The Problem with Friction… (Operationally Speaking)

As I work with my son to build his Cub Scout Pinewood Derby car, I am reminded that the difference between winning and losing these races is based on how much the builder can minimize friction – i.e. between the track and the wheels and between the wheels and the axles. These are usually simple things that can make a big difference starting with basic alignment of the wheels and a little graphite on the axles.
Which brings me to the subject of this post: “Operational Friction
Much like physical friction, operational friction is “resistance or conflict” which consumes additional effort and energy and produces less-than-optimal results. Fortunately, operational friction can often be reduced or eliminated with changes in processes, procedures, technology, training, attitude or staffing.

Examples of operational friction in action:

A new project is delayed while the delivery group scrambles to respond internally and externally to find out what was promised by whom and what they should do about it.

A frustrated customer calls to find out the status of an order that should have already been delivered, and the customer service staff has to literally chase all over the place trying to find out what’s going on.

Staff are overloaded with calls – and customers are frustrated with the delays – when a new product is released and there are problems – from actual flaws to a lack of understanding of how to use or support it.

Operational friction is present at some level in every business. It can be very costly, with the negative impact becoming more significant as your business grows. As you might expect, Identifying and reducing or eliminating operational friction can significantly improve results through increased productivity, higher customer satisfaction, better employee morale and more time to focus on strategy versus tactics.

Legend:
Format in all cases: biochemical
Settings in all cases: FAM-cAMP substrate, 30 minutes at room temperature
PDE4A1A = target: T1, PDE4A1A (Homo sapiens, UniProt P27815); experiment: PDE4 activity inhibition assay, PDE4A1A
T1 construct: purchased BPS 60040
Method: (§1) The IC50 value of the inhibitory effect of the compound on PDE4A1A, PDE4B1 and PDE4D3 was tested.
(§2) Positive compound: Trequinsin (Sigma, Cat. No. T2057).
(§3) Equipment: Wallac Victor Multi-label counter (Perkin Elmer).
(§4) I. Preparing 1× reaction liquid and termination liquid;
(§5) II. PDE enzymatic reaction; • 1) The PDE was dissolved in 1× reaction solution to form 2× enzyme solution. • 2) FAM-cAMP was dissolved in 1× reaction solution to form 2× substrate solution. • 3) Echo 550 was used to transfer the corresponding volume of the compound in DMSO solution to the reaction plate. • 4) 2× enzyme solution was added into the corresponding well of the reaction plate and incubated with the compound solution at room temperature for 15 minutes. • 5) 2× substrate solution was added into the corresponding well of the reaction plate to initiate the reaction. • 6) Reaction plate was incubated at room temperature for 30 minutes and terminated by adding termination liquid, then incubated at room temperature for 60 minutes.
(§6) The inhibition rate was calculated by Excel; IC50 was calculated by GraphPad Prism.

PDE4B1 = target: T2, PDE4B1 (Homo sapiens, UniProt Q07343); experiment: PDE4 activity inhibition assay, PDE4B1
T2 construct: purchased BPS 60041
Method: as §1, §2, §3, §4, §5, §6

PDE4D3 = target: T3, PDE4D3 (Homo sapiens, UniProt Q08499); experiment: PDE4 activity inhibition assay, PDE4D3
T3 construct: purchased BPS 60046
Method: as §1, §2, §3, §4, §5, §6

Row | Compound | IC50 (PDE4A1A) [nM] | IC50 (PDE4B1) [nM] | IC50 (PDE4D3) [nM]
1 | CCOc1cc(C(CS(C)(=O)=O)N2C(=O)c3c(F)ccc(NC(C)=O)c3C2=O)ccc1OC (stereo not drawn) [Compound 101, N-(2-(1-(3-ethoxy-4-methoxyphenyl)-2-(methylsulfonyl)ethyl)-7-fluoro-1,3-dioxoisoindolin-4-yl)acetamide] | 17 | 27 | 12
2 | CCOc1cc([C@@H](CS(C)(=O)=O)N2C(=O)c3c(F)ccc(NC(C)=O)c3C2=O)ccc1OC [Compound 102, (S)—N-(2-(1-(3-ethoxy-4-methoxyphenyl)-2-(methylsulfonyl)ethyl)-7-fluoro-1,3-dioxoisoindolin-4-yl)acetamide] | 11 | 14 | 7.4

Here are a few ideas for reducing the operational friction described above (making assumptions about the type of business):

Establish structured involvement of delivery team leaders/project managers in the proposal development process.

Develop systems and procedures that notify the customer of internal delays before the customer calls.

Get support involved in product development and testing so that they can provide training and documentation that is useful to them.

Are you experiencing operational friction in your business? The place to start looking for opportunities to reduce or eliminate operational friction is anywhere that a transaction, transition or exchange of information takes place – i.e. Customer/Sales – Order/Fulfillment – Production/Accounting – Anyone/Technology – Management/Information – etc.
It’s amazing what a minor change in alignment and little graphite can do…


  1. Susan Janssen says:

    Dear Fred,
    This is very good advice and generally applicable–even to the teaching profession!
    I’m looking forward to your next post.

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